An auction of hundreds of items previously owned by President Ronald Reagan and his wife Nancy pulled in $5.74 million in sales this week.
Courtesy of Christie's
By John Kell
September 23, 2016

It turns out a slice of American history is en vogue at famed auction house Christie’s.

The London-based art seller on Friday announced an auction of hundreds of items previously owned by President Ronald Reagan and his wife Nancy pulled in $5.74 million—with all the items sold surpassing initial estimates. The auction, one of Christie’s so-called “personality” focused sales, was only supposed to generate sales of $2 million.

“The market’s response to this landmark collection sales has been remarkable, with the overall results far exceeding pre-sale expectations,” said Brook Hazelton, president of Christie’s America, in a statement. Hazelton added that the auction lured buyers from 34 different countries—with particularly strong participation from Europe and Asia.

The two-day sale saw more than 1,200 registered bidders, and the online sale continuing through Sept. 28 has already seen “record participation,” according to Christie’s.


The auction’s top selling item was a Bulgari-made ring bearing an American flag design. The jewelry sold for an impressive $319,500, while Christie’s had only projected it would go for $5,000-$7,000. The piece, worn by First Lady Nancy Reagan on July 4 in 1986, is set with square-cut sapphires, rubies and diamonds, and also has marks of platinum and gold.

A Bulgari-made ring owned by Nancy Reagan sold for an impressive $319,500 at Christie's this week.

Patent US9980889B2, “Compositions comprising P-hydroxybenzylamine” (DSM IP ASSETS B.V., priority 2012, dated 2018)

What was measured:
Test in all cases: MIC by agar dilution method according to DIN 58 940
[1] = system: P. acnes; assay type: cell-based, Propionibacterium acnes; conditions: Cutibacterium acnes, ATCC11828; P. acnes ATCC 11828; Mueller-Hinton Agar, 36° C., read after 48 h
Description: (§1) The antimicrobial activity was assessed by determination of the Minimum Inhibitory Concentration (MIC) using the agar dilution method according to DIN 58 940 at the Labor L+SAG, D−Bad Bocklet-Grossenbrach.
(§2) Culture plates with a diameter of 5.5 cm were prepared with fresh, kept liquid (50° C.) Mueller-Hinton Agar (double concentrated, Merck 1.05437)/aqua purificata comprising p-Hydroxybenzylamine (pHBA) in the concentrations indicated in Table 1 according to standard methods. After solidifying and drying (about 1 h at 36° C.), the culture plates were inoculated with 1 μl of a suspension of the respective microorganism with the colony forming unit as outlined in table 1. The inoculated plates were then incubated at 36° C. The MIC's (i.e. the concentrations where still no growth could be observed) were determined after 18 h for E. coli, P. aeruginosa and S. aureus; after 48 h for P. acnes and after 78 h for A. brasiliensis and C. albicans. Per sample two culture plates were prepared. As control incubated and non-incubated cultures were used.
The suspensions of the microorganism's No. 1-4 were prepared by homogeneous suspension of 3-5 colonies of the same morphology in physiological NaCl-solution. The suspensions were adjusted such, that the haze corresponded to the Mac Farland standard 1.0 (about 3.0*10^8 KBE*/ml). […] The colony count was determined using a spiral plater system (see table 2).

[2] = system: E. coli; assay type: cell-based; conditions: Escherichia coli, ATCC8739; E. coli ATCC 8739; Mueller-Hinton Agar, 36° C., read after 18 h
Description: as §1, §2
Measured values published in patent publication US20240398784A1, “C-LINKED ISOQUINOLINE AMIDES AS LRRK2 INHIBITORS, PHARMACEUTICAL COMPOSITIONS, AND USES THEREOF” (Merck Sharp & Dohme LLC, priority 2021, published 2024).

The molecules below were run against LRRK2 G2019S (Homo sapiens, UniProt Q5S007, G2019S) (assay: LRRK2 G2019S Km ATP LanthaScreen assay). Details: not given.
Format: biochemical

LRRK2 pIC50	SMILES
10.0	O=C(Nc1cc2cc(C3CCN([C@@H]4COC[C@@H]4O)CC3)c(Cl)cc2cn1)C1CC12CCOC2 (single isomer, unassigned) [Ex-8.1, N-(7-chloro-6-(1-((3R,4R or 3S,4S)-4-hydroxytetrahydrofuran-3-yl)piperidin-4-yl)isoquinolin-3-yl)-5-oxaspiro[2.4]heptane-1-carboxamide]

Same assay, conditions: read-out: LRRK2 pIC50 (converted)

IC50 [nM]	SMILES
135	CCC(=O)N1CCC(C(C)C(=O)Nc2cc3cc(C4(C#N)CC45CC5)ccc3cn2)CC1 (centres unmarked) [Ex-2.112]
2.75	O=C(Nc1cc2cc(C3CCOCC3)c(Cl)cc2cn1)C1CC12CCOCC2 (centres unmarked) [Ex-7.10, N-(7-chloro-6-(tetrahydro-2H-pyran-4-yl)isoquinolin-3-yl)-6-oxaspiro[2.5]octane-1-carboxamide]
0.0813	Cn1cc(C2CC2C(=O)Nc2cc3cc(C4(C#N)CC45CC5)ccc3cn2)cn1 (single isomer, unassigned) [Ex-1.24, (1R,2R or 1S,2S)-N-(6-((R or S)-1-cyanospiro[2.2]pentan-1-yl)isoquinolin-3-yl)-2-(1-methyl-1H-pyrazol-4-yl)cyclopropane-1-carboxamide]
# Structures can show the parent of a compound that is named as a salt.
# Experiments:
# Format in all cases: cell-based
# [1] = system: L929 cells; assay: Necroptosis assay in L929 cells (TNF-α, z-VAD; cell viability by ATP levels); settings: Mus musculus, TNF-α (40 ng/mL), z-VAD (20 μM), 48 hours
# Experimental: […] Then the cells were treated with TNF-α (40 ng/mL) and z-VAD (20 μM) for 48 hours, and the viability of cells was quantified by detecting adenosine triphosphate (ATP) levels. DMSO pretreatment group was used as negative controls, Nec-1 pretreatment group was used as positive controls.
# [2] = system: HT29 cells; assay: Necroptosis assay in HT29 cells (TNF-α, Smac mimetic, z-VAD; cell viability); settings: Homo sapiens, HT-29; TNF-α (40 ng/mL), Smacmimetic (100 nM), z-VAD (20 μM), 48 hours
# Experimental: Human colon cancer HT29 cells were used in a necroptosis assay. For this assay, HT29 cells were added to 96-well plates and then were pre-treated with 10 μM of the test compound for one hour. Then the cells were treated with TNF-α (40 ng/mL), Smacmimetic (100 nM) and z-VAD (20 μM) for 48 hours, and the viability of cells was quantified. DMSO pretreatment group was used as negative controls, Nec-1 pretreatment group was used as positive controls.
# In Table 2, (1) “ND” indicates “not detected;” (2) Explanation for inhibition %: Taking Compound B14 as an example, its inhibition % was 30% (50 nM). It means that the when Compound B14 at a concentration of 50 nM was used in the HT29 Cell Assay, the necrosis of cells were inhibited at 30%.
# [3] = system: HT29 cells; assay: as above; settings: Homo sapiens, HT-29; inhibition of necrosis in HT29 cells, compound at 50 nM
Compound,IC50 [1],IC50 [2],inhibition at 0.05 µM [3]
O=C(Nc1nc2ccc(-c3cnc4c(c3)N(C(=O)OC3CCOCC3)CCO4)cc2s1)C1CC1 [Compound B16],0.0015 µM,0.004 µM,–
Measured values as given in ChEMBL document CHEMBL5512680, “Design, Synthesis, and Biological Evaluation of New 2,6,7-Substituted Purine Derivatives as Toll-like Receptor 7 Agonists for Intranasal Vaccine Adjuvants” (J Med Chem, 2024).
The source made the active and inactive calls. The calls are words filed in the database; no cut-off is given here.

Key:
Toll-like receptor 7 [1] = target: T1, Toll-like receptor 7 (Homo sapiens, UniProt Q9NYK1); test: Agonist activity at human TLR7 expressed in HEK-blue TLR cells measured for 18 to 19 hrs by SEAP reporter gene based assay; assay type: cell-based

Other notable highlights from the auction: A Ronald Reagan-signed fragment of the Berlin Wall (sold for $277,500), a painting by Frank Sinatra ($233,500), and Reagan’s cowboy boots ($199,500). A Tiffany & Co. (tif) clock that was a gift to Reagan from Sinatra in 1981 to honor the president’s inauguration sold for $106,250.

Personality auctions are difficult to predict in terms of market price, as the value depends on public interest and not prior sales trends among famous artists selling their work. In those cases, auction houses can make a better prediction because they can judge the artist’s past sales record, as well as current interest in a particular art form.

“Everyone has a chance to buy something in these types of sales,” Andy McVinish, regional director for decorative arts of Christie’s Americas, told Fortune. “Only a small percentage of the market can buy into a contemporary art sale. But with more personality-driven sales, it is incredibly more democratic.”


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